Tuesday’s decision by the Media High Council to suspend two Kinyarwanda weekly newspapers should send clear signals that the days of irresponsible journalism are over.
Readers, have for the past three consecutive months been subjected to highly sensationalised publications by these media houses, with the intention of creating a state of fear and insecurity among Rwandans.
The media in this country is still young, which is why authorities have been patient with such publications, with some deliberately publishing material that contravened the law.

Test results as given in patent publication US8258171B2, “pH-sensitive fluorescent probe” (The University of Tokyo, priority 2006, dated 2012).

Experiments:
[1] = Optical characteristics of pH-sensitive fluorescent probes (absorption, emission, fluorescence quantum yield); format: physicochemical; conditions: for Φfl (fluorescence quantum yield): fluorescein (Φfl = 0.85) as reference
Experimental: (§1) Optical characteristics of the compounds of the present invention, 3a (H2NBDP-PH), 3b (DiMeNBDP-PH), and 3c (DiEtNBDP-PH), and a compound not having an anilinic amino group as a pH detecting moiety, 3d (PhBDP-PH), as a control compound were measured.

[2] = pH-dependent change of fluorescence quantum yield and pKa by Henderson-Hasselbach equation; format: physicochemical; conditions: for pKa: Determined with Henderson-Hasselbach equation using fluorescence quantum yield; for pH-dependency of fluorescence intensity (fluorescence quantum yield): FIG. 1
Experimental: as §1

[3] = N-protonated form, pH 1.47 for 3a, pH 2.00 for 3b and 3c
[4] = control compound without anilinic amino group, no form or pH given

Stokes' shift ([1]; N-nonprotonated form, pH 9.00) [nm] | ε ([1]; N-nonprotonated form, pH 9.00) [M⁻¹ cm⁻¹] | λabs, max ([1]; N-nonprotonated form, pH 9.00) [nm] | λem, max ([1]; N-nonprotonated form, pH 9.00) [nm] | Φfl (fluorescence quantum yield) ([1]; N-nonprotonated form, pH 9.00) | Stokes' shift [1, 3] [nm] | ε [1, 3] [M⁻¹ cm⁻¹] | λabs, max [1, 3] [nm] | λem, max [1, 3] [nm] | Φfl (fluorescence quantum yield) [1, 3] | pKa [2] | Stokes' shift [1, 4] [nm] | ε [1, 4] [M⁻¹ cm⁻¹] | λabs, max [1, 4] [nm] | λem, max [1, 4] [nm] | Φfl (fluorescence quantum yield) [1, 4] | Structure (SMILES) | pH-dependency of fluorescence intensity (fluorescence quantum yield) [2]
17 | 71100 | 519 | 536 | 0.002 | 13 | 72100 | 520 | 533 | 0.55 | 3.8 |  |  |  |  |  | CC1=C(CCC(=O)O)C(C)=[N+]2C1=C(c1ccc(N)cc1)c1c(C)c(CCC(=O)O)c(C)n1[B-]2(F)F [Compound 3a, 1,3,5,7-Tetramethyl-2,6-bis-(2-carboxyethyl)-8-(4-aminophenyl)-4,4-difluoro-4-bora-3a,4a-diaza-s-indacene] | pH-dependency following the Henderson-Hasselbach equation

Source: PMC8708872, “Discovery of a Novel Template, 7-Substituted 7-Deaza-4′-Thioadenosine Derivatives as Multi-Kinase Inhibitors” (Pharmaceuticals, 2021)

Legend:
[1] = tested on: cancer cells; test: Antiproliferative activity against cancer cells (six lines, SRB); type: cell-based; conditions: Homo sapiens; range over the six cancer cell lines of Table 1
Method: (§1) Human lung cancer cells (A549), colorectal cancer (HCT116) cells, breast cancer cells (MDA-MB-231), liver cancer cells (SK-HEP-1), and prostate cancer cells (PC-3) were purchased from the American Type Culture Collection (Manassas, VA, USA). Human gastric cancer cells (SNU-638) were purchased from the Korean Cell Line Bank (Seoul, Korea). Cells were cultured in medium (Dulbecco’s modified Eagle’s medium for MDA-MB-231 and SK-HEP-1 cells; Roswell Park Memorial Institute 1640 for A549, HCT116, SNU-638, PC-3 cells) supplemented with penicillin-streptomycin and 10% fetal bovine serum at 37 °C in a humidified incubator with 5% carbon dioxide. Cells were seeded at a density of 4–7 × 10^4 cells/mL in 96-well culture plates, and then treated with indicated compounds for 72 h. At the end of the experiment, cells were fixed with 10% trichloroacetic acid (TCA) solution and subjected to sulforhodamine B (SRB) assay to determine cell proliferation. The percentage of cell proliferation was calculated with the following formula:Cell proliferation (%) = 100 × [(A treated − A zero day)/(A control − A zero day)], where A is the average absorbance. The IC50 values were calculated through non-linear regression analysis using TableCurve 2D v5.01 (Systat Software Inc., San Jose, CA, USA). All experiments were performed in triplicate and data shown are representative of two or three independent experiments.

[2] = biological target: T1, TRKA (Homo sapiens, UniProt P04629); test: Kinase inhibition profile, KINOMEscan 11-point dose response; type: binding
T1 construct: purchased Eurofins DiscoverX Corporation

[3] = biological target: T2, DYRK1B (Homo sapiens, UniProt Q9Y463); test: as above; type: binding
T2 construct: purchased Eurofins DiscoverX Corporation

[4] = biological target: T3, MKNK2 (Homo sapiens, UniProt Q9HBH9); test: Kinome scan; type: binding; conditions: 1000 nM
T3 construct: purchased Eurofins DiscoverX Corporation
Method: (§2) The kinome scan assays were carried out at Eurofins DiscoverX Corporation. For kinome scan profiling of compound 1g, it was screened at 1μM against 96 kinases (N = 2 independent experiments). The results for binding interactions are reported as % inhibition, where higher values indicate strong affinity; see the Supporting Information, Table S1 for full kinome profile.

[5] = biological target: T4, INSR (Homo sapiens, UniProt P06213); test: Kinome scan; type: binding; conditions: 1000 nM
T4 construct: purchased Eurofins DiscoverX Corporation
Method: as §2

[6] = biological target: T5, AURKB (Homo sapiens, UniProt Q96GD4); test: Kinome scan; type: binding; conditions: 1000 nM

This was meant to give the practitioners the benefit of the doubt, with hope that they would somehow start doing their trade professionally. However, a number of them have chosen to practice journalism devoid of any ethics.
As was said by officials at the Media High Council, some of these publications had reached the extent of publishing opinions that constituted incitement to violence, never mind the highly defamatory and libellous articles that characterised them.
The decision, therefore, should serve as a wakeup call to all media practitioners because what Rwandans need is a professional media.
The public has for long held the Rwandan media in contempt given the role the Fourth Estate played in the 1994 Genocide against the Tutsi.
It is, therefore, the media’s duty to prove to the population that today it is different.